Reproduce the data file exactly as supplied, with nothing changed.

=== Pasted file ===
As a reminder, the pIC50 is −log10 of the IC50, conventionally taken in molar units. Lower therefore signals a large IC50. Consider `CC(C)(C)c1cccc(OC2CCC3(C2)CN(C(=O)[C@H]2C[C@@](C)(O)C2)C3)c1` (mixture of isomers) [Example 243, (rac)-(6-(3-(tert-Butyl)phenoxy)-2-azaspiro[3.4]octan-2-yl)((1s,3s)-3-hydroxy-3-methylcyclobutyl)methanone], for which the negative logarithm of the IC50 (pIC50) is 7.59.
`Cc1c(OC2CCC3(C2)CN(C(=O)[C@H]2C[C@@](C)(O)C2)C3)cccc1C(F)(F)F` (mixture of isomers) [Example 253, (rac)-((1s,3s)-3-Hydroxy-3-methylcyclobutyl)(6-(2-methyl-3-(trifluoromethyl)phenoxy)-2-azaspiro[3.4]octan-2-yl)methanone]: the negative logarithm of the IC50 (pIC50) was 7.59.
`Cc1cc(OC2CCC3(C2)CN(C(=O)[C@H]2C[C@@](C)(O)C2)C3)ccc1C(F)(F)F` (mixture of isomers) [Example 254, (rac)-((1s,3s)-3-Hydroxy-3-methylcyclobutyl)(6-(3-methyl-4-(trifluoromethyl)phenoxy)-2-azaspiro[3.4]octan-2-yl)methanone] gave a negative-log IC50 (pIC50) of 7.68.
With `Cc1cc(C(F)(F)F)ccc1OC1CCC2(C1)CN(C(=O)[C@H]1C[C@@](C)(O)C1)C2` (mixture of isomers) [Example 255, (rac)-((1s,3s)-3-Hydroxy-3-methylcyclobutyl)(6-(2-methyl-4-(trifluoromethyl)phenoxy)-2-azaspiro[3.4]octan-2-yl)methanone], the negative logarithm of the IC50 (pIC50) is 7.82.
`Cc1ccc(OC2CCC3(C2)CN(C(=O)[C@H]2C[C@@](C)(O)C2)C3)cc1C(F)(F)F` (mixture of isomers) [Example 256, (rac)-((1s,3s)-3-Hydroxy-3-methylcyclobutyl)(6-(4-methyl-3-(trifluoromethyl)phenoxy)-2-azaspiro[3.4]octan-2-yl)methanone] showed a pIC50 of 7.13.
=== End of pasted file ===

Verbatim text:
As a reminder, the pIC50 is −log10 of the IC50, conventionally taken in molar units. Lower therefore signals a large IC50. Consider `CC(C)(C)c1cccc(OC2CCC3(C2)CN(C(=O)[C@H]2C[C@@](C)(O)C2)C3)c1` (mixture of isomers) [Example 243, (rac)-(6-(3-(tert-Butyl)phenoxy)-2-azaspiro[3.4]octan-2-yl)((1s,3s)-3-hydroxy-3-methylcyclobutyl)methanone], for which the negative logarithm of the IC50 (pIC50) is 7.59.
`Cc1c(OC2CCC3(C2)CN(C(=O)[C@H]2C[C@@](C)(O)C2)C3)cccc1C(F)(F)F` (mixture of isomers) [Example 253, (rac)-((1s,3s)-3-Hydroxy-3-methylcyclobutyl)(6-(2-methyl-3-(trifluoromethyl)phenoxy)-2-azaspiro[3.4]octan-2-yl)methanone]: the negative logarithm of the IC50 (pIC50) was 7.59.
`Cc1cc(OC2CCC3(C2)CN(C(=O)[C@H]2C[C@@](C)(O)C2)C3)ccc1C(F)(F)F` (mixture of isomers) [Example 254, (rac)-((1s,3s)-3-Hydroxy-3-methylcyclobutyl)(6-(3-methyl-4-(trifluoromethyl)phenoxy)-2-azaspiro[3.4]octan-2-yl)methanone] gave a negative-log IC50 (pIC50) of 7.68.
With `Cc1cc(C(F)(F)F)ccc1OC1CCC2(C1)CN(C(=O)[C@H]1C[C@@](C)(O)C1)C2` (mixture of isomers) [Example 255, (rac)-((1s,3s)-3-Hydroxy-3-methylcyclobutyl)(6-(2-methyl-4-(trifluoromethyl)phenoxy)-2-azaspiro[3.4]octan-2-yl)methanone], the negative logarithm of the IC50 (pIC50) is 7.82.
`Cc1ccc(OC2CCC3(C2)CN(C(=O)[C@H]2C[C@@](C)(O)C2)C3)cc1C(F)(F)F` (mixture of isomers) [Example 256, (rac)-((1s,3s)-3-Hydroxy-3-methylcyclobutyl)(6-(4-methyl-3-(trifluoromethyl)phenoxy)-2-azaspiro[3.4]octan-2-yl)methanone] showed a pIC50 of 7.13.